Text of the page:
NEW YORK — Researchers in genetics and genomics should advance the representation of Indigenous peoples and marginalized racial and ethnic groups in research while working to rebuild trust, according to a new policy statement from the American Heart Association.
Individuals of European ancestry make up about 80 percent of participants in genome-wide association studies even though they only make up about 16 percent of the global population. Because of this overrepresentation of European ancestry groups, results from genetic and genomic studies may not benefit individuals from other groups and exacerbate existing health inequities.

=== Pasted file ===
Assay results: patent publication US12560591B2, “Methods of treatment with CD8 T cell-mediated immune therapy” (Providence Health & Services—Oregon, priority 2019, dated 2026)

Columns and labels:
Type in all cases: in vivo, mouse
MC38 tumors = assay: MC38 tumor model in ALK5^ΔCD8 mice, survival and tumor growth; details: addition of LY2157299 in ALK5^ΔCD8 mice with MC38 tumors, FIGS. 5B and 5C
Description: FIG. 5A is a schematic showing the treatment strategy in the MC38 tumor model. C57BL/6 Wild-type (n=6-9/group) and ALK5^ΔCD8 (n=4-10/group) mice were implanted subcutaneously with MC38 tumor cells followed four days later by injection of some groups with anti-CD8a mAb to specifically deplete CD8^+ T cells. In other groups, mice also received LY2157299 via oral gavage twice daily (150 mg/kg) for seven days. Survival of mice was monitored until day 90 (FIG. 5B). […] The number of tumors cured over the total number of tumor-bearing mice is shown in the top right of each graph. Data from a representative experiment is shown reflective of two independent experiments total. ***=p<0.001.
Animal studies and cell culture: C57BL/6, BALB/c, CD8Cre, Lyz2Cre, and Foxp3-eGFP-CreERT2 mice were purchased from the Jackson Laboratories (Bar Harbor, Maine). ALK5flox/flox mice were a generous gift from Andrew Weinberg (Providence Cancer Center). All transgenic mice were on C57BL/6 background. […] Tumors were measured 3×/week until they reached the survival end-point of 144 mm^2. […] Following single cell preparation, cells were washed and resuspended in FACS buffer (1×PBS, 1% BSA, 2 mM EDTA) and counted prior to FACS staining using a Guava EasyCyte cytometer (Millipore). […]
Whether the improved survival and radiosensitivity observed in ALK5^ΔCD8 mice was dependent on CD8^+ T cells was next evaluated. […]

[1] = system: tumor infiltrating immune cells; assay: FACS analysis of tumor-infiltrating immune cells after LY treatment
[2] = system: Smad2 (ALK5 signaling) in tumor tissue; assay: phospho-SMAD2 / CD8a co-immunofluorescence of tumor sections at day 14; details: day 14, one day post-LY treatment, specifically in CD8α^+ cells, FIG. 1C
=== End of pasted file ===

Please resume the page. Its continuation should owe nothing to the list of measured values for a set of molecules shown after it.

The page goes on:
However, historical wrongs, such as the Tuskegee Study of Untreated Syphilis or the unapproved use of tissue from Henrietta Lacks, and even recent events, such as those involving the Havasupai and Arizona State University researchers and the San people of South Africa and other researchers, may contribute to mistrust among Indigenous peoples and marginalized racial and ethnic groups toward medical researchers and make it challenging to recruit diverse research cohorts.
In a new policy statement appearing in Circulation: Genomic and Precision Medicine, the AHA calls on researchers to work toward dismantling these barriers by working with leaders from Indigenous peoples and marginalized racial and ethnic groups and adhering to the ethical principles of respect, honesty, justice, reciprocity, and care for individuals and communities.